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Facebook removes fake accounts linked to PNP and AFP

Fake social media accounts meant to mislead Filipinos and supportive of President Rodrigo Duterte are linked to the Philippine National Police (PNP) and the Armed Forces of the Philippines (AFP), Facebook revealed.

In an announcement Tuesday, September 22, Facebook Head of Security Policy Nathaniel Gleicher said the company removed accounts found to have links with both government agencies.

“Although the people behind this activity attempted to conceal their identities, our investigation found links to Philippine military and Philippine police,” Facebook reported.

Gleicher said Facebook’s investigation found two separate networks originating from the Philippines and China that violate the company’s policy against “coordinated inauthentic behavior.”

“We removed 155 accounts, 11 Pages, 9 Groups and 6 Instagram accounts for violating our policy against foreign or government interference which is coordinated inauthentic behavior on behalf of a foreign or government entity,” Gleicher said.  

In the Philippines, Facebook removed 57 fake Facebook accounts, 31 Pages and 20 Instagram accounts with hundreds of thousands of followers.

Gleicher explained the people behind the activity coordinated with one another and used fake accounts as a central part of their operations to mislead people about who they are and what they are doing.

He said that Facebook found the full scope of the activity after civil society in the country and news organization Rappler brought it to the company’s attention.

In support of the Dutertes

Facebook said that the networks focused on posting content supportive of Duterte and her daughter and Davao City mayor Sara Carpio’s potential run in the 2022 Presidential elections.

(Malacanan photo)

They also posted in Chinese, Filipino and English about global news and current events, including Beijing’s interests in the South China Sea and Hong Kong.

The fake accounts also uploaded criticisms of Rappler, issues relevant to overseas Filipino workers as well as praise and some criticism of China.

The network in the Philippines consisted of several clusters of connected activity that relied on fake accounts to evade enforcement, post content, comment and manage pages, Facebook reported.

The operation appeared to have accelerated between 2019 and 2020, the company said.

“They posted in Filipino and English about local news and events including domestic politics, military activities against terrorism, pending anti-terrorism bill, criticism of communism, youth activists and opposition, the Communist Party of the Philippines and its military wing the New People’s Army, and the National Democratic Front of the Philippines,” Gleicher said.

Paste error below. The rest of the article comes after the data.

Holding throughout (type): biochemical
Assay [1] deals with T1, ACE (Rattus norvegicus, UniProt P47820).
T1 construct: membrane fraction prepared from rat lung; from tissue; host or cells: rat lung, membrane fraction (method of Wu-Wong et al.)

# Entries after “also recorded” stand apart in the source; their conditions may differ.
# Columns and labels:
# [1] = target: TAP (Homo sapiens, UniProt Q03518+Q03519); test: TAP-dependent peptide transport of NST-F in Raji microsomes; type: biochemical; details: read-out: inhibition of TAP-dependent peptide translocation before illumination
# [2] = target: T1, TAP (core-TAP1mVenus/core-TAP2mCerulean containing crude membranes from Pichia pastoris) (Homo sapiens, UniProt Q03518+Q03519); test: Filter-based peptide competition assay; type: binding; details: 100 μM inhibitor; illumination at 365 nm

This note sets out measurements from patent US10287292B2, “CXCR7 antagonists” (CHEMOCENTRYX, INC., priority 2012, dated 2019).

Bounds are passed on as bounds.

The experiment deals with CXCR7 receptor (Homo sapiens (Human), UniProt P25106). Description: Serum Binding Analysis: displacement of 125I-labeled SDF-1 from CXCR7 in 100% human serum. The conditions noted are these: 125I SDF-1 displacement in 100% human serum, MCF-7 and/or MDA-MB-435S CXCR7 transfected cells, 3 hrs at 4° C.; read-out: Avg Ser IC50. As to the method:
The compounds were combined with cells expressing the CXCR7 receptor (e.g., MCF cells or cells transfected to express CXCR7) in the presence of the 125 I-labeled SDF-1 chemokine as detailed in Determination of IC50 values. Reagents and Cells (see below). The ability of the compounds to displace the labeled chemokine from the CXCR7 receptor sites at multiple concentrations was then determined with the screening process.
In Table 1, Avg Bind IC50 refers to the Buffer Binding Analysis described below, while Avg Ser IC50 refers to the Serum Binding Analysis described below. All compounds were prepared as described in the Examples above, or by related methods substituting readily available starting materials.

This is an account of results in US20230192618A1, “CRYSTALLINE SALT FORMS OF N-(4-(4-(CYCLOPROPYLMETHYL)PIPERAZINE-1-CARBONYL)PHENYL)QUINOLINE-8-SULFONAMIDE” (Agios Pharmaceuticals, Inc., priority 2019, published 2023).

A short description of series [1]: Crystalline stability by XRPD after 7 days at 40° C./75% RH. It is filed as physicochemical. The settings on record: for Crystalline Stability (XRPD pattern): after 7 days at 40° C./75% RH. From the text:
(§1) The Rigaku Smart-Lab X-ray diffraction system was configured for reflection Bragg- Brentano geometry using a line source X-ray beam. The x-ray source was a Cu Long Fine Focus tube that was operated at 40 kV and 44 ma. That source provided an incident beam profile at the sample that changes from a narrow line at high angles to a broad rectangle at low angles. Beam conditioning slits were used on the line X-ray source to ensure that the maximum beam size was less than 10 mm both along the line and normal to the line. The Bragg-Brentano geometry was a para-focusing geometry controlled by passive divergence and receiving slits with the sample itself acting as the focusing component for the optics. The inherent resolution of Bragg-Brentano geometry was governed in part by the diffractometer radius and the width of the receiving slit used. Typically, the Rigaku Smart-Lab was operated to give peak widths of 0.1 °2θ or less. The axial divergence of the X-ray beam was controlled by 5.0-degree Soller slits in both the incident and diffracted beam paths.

The accounts spend around $1,100 for ads on Facebook that are paid for in Philippine peso, he added.

A post by one of the removed fake accounts. (Taken from the Facebook announcement)

How much are the PNP and AFP spending?

Human rights group Karapatan welcomed Facebook’s move it said is “a damning evidence of State-sponsored online attacks, red-tagging and mass deception in the social media platform.”

“We welcome Facebook’s move as urgently-needed action to put a halt on the worsening red-tagging and State-backed disinformation campaigns on the platform and we hope that Facebook can do more,” Karapatan secretary general Cristina Palabay said.

Karapatan said it was among the organizations that complained to Facebook and the Commission on Human Rights through a June 9 letter.

The group said that the more pressing question, however, is whether taxpayers’ money was used to fund the fake Facebook accounts.

Karapatan said the substantial amount reported by Facebook is wasted on the Duterte government’s efforts to spread disinformation as well as undermine and vilify dissent.

“We are in the middle of a pandemic and instead, the investigation conducted by Facebook highly suggests that the government is spending our taxes to weaponize social media to spread lies online and to attack its critics — and the actual amount of money they have spent and pocketed can be much, much higher,” Palabay said. # (Raymund B. Villanueva)

Pahayag ng UP-Diliman Student Council hinggil sa mga fake account sa social media

Kinondena ng University of the Philippines-Diliman University Student Council hinggil ang dumaraming fake account sa Facebook laban sa mga aktibista at mga tumututol sa Anti-Terrorism Bill na ipinasa ng Kongreso noong nakaraang linggo.

Ani UP-USC Councilor Froilan Cariaga, ang mga fake account ay isang patunay na ibayong tititindi ang panggigipit sa mga kritiko ng gubyerno kapag ganap na naging batas ang Anti-Terrorism Bill of 2020. # (Bidyo ni Joseph Cuevas)